I was flipping through my cell phone in one of my high school classes this week when one of my students caught a glimpse of my screensaver – a picture of Jenna pulling her long curly hair out of her sweet little chubby-cheeked face.
“Who is that little cutie?” asked my student. And thus ensued the explanation, the shock on her face, my student’s consternation and pain at the thought that such a terrible tragedy has affected my life and that of my sons with whom she has been friends with since she came to our school. Her expressive eyes clouded over, and even later that day when the topic came up again they filled with tears. Our conversation felt oddly awkward since I was aware of myself flashing a smile while answering her questions. It was a smile that was meant to say, “It’s OK, don’t feel bad for noticing the picture and asking, don’t feel bad for uncovering this topic and making me share it with you, don’t feel bad for me or for my boys, we are really OK.” I was so conflicted about that smile. Did it make me look callous? Did it dishonor Jenna?
It is a conflict I feel every time this topic comes up. Here is the honest truth though. My smile rides on an undercurrent of peace that I cannot explain, and though it may sound callous or strange to an outsider, who cannot fathom ever experiencing the loss of a child, I can actually utter the words: “I am remarkably whole. I don’t walk around with a heavy heart.”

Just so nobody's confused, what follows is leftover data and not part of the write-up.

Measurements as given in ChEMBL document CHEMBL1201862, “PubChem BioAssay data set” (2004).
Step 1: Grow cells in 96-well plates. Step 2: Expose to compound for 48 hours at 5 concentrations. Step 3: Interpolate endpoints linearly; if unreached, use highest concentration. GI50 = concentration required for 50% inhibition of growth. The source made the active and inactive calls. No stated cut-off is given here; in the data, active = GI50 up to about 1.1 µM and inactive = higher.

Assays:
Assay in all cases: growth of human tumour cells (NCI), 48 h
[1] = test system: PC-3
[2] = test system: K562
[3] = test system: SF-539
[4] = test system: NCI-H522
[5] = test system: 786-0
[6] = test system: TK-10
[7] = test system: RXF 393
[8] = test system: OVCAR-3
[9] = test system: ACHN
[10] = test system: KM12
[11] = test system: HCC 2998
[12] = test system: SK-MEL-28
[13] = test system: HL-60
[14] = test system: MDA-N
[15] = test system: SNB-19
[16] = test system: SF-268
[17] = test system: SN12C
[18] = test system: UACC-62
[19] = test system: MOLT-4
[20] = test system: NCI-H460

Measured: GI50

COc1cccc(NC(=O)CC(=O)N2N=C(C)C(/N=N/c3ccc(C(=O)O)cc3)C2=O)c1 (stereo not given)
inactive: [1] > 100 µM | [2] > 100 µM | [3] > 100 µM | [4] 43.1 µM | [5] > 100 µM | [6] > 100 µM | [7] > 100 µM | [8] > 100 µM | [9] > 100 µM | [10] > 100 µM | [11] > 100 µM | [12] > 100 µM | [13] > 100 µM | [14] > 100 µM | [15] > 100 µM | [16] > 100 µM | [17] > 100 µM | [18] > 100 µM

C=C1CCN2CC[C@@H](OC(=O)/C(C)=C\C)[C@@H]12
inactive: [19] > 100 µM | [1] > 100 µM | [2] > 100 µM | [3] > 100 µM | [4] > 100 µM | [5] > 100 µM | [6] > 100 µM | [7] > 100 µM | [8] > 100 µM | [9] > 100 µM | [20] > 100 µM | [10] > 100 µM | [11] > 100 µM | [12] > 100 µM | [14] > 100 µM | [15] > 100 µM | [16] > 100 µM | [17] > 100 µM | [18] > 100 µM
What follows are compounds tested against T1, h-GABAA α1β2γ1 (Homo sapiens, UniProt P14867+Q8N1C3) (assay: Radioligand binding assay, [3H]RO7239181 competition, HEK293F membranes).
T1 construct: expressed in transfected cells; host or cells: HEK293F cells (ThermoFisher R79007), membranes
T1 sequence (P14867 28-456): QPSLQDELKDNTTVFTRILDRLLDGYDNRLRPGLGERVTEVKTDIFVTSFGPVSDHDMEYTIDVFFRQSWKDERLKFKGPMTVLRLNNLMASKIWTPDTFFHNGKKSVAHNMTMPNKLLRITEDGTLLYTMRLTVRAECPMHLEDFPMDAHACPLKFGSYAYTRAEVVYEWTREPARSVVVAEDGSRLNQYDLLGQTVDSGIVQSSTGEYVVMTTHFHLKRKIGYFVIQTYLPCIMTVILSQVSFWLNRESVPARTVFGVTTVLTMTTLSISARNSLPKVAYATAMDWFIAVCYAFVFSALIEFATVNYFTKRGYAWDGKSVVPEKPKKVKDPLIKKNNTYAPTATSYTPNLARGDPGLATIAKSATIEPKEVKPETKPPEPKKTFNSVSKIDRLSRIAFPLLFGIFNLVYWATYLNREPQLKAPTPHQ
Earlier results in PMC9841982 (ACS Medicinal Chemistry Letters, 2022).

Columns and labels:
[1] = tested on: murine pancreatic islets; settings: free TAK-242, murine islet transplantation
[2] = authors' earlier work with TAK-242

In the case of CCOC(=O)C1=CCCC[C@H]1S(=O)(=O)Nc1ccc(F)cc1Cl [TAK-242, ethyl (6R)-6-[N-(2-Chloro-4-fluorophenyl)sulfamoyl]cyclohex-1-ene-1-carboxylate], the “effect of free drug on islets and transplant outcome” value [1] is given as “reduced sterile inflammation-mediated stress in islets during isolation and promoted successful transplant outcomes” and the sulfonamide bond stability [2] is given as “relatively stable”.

There is a “missing” that is always in the background when I kiss a toddler, or hear a little toddler voice sing “Old MacDonald had a farm,” or whenever I see little Abby Jensen being her cutie-petootie self. But I don’t consider myself or my family “damaged goods.” We don’t live in the past, instead we look forward to seeing Jenna again. Sometimes when I am worshipping God Jenna seems so close, like she is joining in.
That afternoon, I mentioned my student’s reaction to a group of friends. See, she seemed to be devastated by the news about Jenna. It hit her like a punch in the gut. And I think I can guess at a possible reason why. I suspect that this girl, along with so many teenagers I know, is going though some pretty heavy stuff herself right now. Stuff that has made her seriously question God. Hearing about Jenna just helped her to chalk up another indictment against God. See, how can he be a good God, if he let such an agonizingly painful thing happen to “good people”?
I am hoping for an opportunity to talk to my student at some point, but the reason I am writing this post right now has to do with the conversation that ensued with my friends after I mentioned all of this to them. We had a friendly theological debate, if you can call it that.